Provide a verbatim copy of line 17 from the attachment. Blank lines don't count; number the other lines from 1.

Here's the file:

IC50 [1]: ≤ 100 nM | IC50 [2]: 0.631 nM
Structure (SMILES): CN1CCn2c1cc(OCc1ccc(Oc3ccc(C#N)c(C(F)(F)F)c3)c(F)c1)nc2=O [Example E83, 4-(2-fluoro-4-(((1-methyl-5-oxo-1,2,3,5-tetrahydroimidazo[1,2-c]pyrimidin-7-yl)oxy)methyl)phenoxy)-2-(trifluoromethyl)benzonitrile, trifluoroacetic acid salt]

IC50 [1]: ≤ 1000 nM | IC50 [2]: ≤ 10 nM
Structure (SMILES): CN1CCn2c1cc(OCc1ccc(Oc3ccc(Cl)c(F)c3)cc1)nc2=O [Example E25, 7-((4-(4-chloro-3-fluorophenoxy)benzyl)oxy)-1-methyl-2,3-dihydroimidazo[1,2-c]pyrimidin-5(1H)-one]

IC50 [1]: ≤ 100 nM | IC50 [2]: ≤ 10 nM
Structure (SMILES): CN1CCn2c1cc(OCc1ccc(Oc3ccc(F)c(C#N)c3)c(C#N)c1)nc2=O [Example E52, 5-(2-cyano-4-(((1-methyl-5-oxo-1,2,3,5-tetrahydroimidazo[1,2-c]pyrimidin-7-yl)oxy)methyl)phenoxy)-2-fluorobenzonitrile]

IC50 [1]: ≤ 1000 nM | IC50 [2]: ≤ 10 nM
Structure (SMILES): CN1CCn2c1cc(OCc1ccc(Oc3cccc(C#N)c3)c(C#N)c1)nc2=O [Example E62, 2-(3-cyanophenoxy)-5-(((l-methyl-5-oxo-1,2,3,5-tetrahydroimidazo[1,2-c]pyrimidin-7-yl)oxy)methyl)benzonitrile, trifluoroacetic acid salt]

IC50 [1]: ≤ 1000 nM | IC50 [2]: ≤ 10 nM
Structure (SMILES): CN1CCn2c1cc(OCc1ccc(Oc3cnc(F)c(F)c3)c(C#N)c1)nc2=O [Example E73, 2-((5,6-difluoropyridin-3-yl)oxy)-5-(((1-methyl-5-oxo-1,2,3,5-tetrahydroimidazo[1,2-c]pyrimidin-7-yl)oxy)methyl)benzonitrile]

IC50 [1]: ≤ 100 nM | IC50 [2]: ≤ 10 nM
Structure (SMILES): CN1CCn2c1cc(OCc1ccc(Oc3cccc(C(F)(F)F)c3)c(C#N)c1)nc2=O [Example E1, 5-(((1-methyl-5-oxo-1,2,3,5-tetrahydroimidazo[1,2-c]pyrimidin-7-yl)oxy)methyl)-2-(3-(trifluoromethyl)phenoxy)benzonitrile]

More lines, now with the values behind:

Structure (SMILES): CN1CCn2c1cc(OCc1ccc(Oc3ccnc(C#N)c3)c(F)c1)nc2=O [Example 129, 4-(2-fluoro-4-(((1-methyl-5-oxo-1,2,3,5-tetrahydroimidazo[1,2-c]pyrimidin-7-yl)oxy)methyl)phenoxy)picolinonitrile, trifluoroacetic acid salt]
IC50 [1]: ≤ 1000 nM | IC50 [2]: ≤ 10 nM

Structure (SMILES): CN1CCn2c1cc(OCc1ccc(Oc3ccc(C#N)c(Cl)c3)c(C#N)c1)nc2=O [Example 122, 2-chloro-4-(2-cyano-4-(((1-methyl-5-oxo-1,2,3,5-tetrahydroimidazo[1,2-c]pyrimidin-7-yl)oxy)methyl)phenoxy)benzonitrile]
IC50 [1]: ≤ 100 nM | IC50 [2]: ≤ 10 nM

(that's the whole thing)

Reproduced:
IC50 [1]: ≤ 100 nM | IC50 [2]: ≤ 10 nM